Brazilians Celebrate LGBT Pride, Rejecting Bolsonaro’s Homophobic Backlash

July 1, 2019

Brazil’s LGBT community celebrated across the country over the last week, for Gay Pride. Michael Fox reports

Brazil’s LGBT community celebrated across the country over the last week, for Gay Pride. Michael Fox reports


Brazilians Celebrate LGBT Pride, Rejecting Bolsonaro's Homophobic Backlash

Story Transcript

MIKE FOX Brazil’s LGBT community celebrated across the country over the last week, for Gay Pride.

Hundreds of thousands hit the streets in Sao Paulo, on Sunday, June 23, for the country’s largest celebration.

In Florianopolis, the capital of the conservative Brazilian state of Santa Catarina, people commemorated on Friday, Gay Pride day, which marked the 50th anniversary of the Stonewall Riots that effectively launched the LGBT movement. They held a fair, talks, performances and a march in the evening. 

PEDRO CABRAL FILHO We are here to say that we have nothing to hide. Taking to the streets, walking on the streets, is a political act. The relationship between two men, or two women, or the way that we act in public with respect to gender is a political act and we don’t have to be shameful of this. On the contrary, we can be proud.”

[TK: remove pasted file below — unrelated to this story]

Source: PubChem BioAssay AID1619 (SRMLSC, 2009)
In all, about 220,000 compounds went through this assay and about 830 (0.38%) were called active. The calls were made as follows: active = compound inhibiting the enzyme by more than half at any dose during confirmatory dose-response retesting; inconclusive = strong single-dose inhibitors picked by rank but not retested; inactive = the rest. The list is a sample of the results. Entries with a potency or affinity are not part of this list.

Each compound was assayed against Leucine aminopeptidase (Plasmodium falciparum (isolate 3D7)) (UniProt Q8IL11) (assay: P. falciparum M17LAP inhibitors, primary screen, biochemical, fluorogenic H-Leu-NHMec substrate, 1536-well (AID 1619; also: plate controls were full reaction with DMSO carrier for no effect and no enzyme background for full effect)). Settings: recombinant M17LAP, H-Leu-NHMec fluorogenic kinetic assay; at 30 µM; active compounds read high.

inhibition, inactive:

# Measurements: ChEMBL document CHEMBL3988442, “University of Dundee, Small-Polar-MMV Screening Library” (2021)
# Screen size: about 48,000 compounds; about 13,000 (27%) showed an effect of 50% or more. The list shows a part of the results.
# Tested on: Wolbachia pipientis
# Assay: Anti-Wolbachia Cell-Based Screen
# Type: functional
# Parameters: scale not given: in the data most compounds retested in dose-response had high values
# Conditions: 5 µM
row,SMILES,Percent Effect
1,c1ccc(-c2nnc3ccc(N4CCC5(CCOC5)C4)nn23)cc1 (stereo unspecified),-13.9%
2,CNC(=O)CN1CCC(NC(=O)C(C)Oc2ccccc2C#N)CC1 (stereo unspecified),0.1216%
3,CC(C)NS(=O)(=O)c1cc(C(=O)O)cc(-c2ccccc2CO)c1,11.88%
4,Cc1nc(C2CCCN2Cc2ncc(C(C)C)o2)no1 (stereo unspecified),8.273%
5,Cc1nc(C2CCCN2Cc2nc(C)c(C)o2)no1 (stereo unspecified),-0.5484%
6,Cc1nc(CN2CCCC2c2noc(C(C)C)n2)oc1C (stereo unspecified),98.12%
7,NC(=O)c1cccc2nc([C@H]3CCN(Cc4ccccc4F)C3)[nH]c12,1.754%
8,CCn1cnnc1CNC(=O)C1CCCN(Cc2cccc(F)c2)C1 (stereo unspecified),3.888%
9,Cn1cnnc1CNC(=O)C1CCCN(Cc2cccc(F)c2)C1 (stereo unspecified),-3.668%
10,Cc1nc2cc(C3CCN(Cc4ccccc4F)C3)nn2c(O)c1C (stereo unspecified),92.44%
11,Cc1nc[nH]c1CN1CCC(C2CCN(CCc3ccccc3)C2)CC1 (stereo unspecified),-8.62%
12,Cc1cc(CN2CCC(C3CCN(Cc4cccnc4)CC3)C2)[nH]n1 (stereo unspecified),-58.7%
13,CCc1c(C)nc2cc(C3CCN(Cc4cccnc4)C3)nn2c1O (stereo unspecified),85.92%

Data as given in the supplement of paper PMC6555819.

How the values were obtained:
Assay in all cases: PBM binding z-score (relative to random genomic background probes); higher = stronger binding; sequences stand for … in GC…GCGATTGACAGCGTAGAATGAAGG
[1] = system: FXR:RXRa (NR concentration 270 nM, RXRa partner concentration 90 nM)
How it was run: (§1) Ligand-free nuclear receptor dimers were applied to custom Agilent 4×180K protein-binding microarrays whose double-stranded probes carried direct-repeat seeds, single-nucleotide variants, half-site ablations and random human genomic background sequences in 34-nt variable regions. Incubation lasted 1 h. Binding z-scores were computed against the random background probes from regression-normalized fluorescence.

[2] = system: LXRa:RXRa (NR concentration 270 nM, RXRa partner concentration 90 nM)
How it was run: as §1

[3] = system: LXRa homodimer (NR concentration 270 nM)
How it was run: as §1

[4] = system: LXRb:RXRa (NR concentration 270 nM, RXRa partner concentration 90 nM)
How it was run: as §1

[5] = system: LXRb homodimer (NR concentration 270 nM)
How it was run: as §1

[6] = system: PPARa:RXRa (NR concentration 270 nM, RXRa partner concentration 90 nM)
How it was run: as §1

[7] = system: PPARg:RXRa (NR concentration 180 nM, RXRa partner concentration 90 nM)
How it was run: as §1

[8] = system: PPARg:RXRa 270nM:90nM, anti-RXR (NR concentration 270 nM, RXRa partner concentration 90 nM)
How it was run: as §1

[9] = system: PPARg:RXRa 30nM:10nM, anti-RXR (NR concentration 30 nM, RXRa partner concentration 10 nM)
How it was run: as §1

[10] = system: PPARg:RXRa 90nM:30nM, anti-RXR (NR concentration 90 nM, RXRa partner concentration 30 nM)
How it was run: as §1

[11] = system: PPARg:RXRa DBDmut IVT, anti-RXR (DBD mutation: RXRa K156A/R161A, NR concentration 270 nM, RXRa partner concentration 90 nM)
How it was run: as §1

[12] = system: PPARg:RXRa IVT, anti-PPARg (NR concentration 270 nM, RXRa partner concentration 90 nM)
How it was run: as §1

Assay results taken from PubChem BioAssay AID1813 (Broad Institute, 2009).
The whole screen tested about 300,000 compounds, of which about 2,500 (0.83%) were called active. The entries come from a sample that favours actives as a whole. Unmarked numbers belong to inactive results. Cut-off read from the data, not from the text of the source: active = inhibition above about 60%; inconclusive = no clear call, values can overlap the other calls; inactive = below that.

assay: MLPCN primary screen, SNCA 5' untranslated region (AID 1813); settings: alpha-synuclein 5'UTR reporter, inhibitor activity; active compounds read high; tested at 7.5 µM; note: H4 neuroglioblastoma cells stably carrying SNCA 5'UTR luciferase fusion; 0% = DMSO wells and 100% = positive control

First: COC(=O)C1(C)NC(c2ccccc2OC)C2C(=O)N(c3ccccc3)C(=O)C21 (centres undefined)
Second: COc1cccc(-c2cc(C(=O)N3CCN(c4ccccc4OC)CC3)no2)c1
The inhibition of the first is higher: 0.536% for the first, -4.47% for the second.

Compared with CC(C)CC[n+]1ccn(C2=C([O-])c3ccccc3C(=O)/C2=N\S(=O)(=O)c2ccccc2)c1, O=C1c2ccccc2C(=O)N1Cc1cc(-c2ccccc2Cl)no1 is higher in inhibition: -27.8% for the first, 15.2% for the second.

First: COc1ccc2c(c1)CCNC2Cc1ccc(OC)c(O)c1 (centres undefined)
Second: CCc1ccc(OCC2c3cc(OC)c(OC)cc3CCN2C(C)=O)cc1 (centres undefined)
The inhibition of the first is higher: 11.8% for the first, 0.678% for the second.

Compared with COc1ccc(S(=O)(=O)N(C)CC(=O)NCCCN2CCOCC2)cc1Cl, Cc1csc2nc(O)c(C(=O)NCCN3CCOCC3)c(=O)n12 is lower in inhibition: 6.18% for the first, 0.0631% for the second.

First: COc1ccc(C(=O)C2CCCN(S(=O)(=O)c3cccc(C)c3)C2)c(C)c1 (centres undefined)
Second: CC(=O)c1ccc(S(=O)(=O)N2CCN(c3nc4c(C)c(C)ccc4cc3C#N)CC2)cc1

MIKE FOX But 6 months into the government of far-right president Jair Bolsonaro, Brazil’s gay, lesbian and trans community is facing a wave of hate crimes.

Bolsonaro has called himself a “proud homophobe.” And said he would rather have his son dead than gay. One of his first measures was to cut LGBT rights from the country’s human rights guidelines. Brazil’s leading gay congressman Jean Wyllys fled the county at the beginning of the year after a series of threats to his life.

FANNY SPINA FRANCA  Bolsonaro is legitimizing homophobic violence. There’s been a surge in hate speech, and we feel it in the streets. So we are here today to fight, but even more to celebrate people’s lives. We live in Brazil, the country with the highest murder rate against the LGBT community, principally for transexual and transvestites, and we are here to celebrate the lives of those who have survived the violence and say that we will not accept it.

MIKE FOX Even before Bolsonaro, Brazil was already the most violent in the world for the LGBT community. 445 people were killed in 2017, alone, according to a report by the Bahia Gay Group. Nearly half of the world’s reported murders of trans and gender-diverse people in 2018, took place in Brazil, according to the NGO Transgender Europe.

Marcela Barreiro Batista is a high school student who attended the march. This was her first time at a rally.

MARCELA BARREIRO BATISTA There are a lot of things that are wrong and in order to change that, we need to come out, and call people’s attention to them. They need to see that we are here. We don’t want anything bad. We just want respect and equality.

MIKE FOX They marched downtown, to the Metropolitan Cathedral.

In Brazil, same-sex couples have won increasing victories, in recent decades, including the right to marry and adopt children. The country’s federal Supreme Court recently criminalized homophobia and transphobia, putting such crimes on par with discrimination against race, color or ethnicity. But with a Bolsonaro government set on rolling back LGBT rights, they know they have a hard fight ahead.